Aaron Richards believes. The first-year Central Valley coach believes in his pedigree after a high school championship as a player at West Valley, a successful college playing career, and coaching stints in college and high school, most recently with his alma mater in Cottonwood.
The new Falcons’ leader believes the program he inherits craves structure and solid leadership — much like he had with Eagles’ coach Greg Grandell and the Central Valley program had under former coach Matt Hunsaker.
He believes in the coaching staff he assembled.
And, most importantly, Richards believes in his players.
“They’re so aggressive in wanting to be coached. We’re doing things a lot differently, and it’s as structured as it’s been since Hunsaker,” he said.
Richards told a story of how a pair of seniors requested a morning weight-lifting session because not all the kids could make it to the evening one.
“These two guys came in and lifted because they didn’t want a freshman to have to lift on his own,” Richards said.
And while the Falcons had yet to put pads on — Richards’ litmus test of the grit of a football player — he’d already seen signs of success.
Yes, the “S” word. Where others before him had come in preaching of championships and grand plans, Richards tempers his mark of success.
“Obviously, the goal is win games and championships,” he said. “But the (more immediate) goal is to be competitive and get in the playoffs.
“If we go in to that last game — senior night – and have a chance to get in the playoffs, then that’s a successful season.”
He also said ensuring roster numbers don’t dip over the season – either to grades, apathy or just attrition — is also a benchmark.
“If people see that we have a full team on the sidelines throughout the season, then that’s a mark of our success,” he added.
And while Richards is taking the macro view of building a former champion back into contender, the micro view on the 2019 Falcons is that there’s a decent amount of talent but not a lot of senior leadership.
But those seniors that are padding up for Central Valley have all been through the battles and bring a level of on-field maturity that the first-year coach sees and appreciates.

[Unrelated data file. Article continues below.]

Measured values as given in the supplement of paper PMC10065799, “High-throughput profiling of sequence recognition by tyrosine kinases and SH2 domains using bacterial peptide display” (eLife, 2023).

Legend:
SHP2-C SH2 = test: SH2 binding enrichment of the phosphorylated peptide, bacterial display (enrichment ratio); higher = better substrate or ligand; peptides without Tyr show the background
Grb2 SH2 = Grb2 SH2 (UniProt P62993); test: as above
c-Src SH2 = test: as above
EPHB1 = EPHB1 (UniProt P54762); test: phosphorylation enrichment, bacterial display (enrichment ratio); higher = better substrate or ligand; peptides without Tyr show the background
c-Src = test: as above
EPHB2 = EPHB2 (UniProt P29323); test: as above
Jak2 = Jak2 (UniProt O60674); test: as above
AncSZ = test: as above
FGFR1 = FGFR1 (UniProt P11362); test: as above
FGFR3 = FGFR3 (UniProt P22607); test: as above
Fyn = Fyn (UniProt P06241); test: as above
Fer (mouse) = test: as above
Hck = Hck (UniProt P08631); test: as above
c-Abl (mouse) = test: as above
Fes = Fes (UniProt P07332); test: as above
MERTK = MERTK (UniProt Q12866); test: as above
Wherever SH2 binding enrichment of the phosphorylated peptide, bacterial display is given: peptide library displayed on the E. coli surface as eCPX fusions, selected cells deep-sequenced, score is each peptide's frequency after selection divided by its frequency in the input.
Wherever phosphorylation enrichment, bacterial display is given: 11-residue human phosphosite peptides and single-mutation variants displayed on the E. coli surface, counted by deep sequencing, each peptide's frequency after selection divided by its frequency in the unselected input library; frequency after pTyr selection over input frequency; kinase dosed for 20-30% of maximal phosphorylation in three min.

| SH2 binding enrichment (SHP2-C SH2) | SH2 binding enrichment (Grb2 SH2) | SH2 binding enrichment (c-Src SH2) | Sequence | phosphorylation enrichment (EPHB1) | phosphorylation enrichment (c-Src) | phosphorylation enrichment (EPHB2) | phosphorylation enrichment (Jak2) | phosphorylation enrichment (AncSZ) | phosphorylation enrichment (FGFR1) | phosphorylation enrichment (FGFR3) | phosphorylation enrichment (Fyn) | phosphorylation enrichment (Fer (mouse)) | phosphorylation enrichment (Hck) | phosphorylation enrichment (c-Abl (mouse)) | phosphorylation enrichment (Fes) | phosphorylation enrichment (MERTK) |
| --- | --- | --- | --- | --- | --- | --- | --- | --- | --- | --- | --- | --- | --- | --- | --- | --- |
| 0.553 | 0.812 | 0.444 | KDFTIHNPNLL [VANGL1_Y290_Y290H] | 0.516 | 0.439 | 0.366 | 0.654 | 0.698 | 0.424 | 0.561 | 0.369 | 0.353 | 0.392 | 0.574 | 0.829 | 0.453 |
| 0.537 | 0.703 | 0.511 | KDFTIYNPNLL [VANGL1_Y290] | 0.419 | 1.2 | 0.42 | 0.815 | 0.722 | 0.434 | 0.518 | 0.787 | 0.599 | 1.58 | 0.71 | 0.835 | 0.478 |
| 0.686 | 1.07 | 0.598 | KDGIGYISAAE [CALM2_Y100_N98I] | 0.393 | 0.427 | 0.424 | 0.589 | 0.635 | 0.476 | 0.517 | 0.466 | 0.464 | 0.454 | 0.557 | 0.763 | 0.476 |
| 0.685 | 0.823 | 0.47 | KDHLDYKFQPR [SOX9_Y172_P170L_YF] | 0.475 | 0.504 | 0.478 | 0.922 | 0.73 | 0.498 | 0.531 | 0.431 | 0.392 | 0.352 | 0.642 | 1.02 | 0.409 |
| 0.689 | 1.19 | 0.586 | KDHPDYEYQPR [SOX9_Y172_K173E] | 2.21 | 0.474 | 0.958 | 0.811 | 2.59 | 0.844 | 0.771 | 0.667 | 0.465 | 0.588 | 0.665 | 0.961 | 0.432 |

Leading the offense for the Falcons is returning quarterback Kevin Seaman.
The senior signal-caller is someone Richards believes can play on Saturdays and is working to see that Seaman gets that opportunity — both in the offense the coach has crafted and in connections he’s made along his path to Shasta Lake City.
“He’s going to excel in this offense,” the coach said of the “Show Gun” offense run by Georgia Southern and New Mexico with option principles in a spread scheme. “He reads well with his eyes and has a good arm.”
The 6-foot-2, 190-pound Seaman will use his dual-threat capabilities as one of the best athletes on the field, tempting teams to either stack the box with an extra defender to stop the run game while daring the senior to beat you through the air.
“He can flat-out throw the ball,” Richards said.
Protecting Seaman in the pocket for five or six seconds might not be feasible given the size and depth of the Falcons’ offensive front, which is why the Falcons will look to get the ball in the hands of playmakers and let their athleticism work for them.
But that doesn’t mean CV is weak up front — quite the contrary. Cody Fuentes is a 6-foot-2, 260-pound impact player in the trenches who Richards said is “one of the better ones” he’s seen in the North State.
Toss in Christian Maughs and 6-4 Charlie Stevens at tight end and there’s enough beef to protect Seaman and allow the Falcons’ athletes to do their thing.
Stevens, a CV legacy whose brother, Bryce, is on the coaching staff, got glowing remarks from Richards in terms of work ethic and potential.
“He’s excelling in the weight room and will go up and get the ball,” the first-year leader said. “It’s exciting to see from a big target.”
Outside of Seaman, the Falcons have a cadre of weapons, including Frank Manriquez and Miguel Farr.
While no back will be a 30-touch bell cow, Richards said Manriquez will be a guy who should demand touches on offense and be a run-stopping, strong side linebacker.
“He’s the senior leader and the heart and soul of this group,” the coach said. “He’ll be that H-back and get his touches there.”
Farr is one who Richards sees lining up in a variety of spots, including running back and the slot.
“We’re going to move him around and get him 10-15 touches in addition to his role as free safety,” Richards said.
And while the Falcons might be senior light, there are a handful of rising juniors who can ball and experienced success at junior varsity last season.
Backup quarterback Willie Mowry will get involved at the receiver position while Kade Crowell will make an impact on defense but can also handle the ball on offense.
“Right now, we’re working to change the culture,” Richards said, noting that every coach attends the offseason weightlifting sessions. “That doesn’t happen unless something’s happening.”
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